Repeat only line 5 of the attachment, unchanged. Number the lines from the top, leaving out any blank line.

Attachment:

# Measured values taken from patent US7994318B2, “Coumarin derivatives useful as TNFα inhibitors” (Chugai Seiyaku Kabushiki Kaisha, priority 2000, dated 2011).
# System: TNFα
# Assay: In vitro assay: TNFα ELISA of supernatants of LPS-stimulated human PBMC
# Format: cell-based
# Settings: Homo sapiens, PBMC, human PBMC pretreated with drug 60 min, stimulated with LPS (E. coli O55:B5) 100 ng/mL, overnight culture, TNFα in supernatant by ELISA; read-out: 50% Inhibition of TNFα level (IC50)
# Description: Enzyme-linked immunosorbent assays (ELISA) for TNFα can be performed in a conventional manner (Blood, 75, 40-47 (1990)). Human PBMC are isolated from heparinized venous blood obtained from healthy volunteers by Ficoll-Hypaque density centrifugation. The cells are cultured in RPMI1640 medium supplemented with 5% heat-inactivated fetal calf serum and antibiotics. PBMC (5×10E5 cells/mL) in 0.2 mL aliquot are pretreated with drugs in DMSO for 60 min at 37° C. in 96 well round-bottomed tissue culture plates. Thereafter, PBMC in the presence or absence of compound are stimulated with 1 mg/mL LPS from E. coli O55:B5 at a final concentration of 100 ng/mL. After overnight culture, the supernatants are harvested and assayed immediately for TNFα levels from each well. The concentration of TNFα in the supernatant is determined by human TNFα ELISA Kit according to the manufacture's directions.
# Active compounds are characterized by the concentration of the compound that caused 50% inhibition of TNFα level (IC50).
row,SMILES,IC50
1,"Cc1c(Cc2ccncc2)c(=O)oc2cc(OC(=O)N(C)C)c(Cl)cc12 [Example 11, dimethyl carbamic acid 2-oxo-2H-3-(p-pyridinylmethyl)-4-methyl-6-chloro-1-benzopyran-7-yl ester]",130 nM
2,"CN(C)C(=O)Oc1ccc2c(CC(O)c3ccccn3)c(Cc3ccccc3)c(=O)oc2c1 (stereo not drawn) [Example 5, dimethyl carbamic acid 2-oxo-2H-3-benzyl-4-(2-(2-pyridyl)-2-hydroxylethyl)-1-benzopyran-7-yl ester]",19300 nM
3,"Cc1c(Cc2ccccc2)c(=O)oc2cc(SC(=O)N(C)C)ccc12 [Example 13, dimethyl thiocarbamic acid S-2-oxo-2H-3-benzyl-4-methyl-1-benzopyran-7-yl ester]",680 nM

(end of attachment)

# Settings: Homo sapiens, PBMC, human PBMC pretreated with drug 60 min, stimulated with LPS (E. coli O55:B5) 100 ng/mL, overnight culture, TNFα in supernatant by ELISA; read-out: 50% Inhibition of TNFα level (IC50)